Four Land Ethics: Order, Reform, Responsibility, Opportunity

Article excerpt


The term "land ethics"(1) has found a prominent place in environmental literature ever since Aldo Leopold rather casually and cryptically coined it in the 1930s.(2) If one defines the phrase to mean a system of thought that relates land to ideas of right and wrong, one can identify many prior systems which have achieved prominence at some time or place.

Leopold's hope that Americans' thinking would converge toward a single land ethic has not been realized. To the contrary, our debates about land are ever more intemperate and ideological as they reflect increasingly divergent views about the appropriate role of land in American society. The discussions of property taxes, public land policies, and environmental regulations, for example, often seem to involve parties who are not really listening to each other because they hold their opponents' views in such disrespect. These debates will become more rational and less abusive if we attempt to understand how the varying roles that land has played in Anglo-American historical traditions have influenced Americans' attitudes toward land.

We have inherited deeply ingrained ethical ideas about land that we can not easily cast aside even if we choose. Any search for a new land ethic needs to understand and play off of our different historical attitudes toward land. We need to develop an understanding of land's role in Anglo-American historical traditions to help us create dispute resolution mechanisms that take into account the deeply held values that land represents to different people. Many different land ethics exercise an important influence over the way people regard land in the United States and I do not intend to postulate an ideal land ethic. Rather, by showing the deep-seated historical origins of four different land ethics, I hope to demonstrate that the search for a single consistent land ethic, for which Leopold hoped, may be futile.

Each part of this article focuses on a single individual whose ideas serve as a prototype for a particular land ethic. In Part II, Sir Thomas Malory's semi-legendary King Arthur represents the land ethic of medieval England, in which land symbolized order. In Part III, David Ricardo reflects the changing land ethic in post-Water-loo England, where land was seen as the vehicle for reform. In Part IV, John Muir serves as the spokesman for nineteenth-century preservationists, to whom land represented responsibility. Finally, in Part V, Justice Antonin Scalia expresses the views of modern American utilitarians, for whom land means opportunity. I conclude that only a pluralistic process in which multiple land ethics are debated will be a satisfactory basis for the resolution of many of the current bitter conflicts over land in America.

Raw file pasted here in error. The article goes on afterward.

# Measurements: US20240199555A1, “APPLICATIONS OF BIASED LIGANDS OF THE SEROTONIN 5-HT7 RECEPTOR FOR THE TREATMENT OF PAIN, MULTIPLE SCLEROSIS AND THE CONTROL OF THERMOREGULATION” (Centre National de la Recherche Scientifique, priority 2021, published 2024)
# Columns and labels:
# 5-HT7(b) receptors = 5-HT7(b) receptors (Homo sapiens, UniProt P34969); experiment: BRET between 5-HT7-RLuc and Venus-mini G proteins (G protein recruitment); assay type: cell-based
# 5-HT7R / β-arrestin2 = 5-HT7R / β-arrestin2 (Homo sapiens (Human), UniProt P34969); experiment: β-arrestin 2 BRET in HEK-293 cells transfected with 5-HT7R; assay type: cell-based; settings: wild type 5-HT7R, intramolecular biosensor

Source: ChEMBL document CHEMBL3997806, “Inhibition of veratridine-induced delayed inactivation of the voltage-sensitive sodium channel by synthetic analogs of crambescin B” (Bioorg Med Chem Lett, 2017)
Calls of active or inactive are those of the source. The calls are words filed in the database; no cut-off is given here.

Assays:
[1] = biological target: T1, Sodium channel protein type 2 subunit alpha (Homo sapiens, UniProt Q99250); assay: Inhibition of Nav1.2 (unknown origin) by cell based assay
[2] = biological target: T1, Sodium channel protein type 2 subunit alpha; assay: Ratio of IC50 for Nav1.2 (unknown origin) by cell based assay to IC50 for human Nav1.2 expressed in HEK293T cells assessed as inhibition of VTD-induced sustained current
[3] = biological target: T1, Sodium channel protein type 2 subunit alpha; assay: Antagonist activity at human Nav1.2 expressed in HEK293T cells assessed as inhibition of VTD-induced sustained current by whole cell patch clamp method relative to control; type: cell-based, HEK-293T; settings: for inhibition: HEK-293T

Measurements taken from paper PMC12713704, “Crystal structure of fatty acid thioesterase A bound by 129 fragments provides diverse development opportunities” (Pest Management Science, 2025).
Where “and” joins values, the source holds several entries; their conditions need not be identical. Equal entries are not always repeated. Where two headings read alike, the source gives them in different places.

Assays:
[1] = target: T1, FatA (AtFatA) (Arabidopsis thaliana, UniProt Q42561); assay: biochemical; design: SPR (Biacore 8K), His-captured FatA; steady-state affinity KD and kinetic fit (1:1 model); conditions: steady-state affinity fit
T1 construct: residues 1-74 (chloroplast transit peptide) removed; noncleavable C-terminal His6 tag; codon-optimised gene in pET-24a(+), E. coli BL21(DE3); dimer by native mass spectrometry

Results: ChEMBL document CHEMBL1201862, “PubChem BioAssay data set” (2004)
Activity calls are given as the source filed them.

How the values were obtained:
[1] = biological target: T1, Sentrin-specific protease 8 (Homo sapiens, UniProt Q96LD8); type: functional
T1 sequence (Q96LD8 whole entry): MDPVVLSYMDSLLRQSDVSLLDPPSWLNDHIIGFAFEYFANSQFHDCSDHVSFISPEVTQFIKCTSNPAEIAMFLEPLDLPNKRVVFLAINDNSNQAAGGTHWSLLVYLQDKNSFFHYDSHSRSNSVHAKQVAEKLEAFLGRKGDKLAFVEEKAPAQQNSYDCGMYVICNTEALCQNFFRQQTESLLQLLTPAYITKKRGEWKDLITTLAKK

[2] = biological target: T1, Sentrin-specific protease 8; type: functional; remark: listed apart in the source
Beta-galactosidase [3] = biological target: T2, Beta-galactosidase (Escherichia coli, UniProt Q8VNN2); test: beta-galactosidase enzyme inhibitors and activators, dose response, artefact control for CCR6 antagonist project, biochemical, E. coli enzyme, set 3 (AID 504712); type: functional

King Arthur, the idealized British ruler(3) served as the symbolic embodiment of the land ethic of medieval England--the land ethic of order.(4) In the fifteenth century,(5) Sir Thomas Malory wrote the most famous version of the story of King Arthur,(6) illustrating that a strong monarch symbolized the end of anarchy because the monarch ruled those who controlled the land. The story of King Arthur reflects the essential role that the control of land played in the maintenance of order.

In order to maintain order, the monarch had to ensure that land would be controlled indefinitely by those who owed their loyalty directly to him. The monarch used medieval legal institutions, such as entailment, the "real writs," and the uniqueness of land in equity to do so. However, as English society moved gradually away from a purely agricultural society to a mercantile one, the monarch's control of those who controlled the land decreased.

A. Malory's Story of King Arthur

In Malory's day, a monarch had the power to allocate land to favored individuals, but with that power the monarch also assumed the duty to impose and maintain order within the nation's social structure. …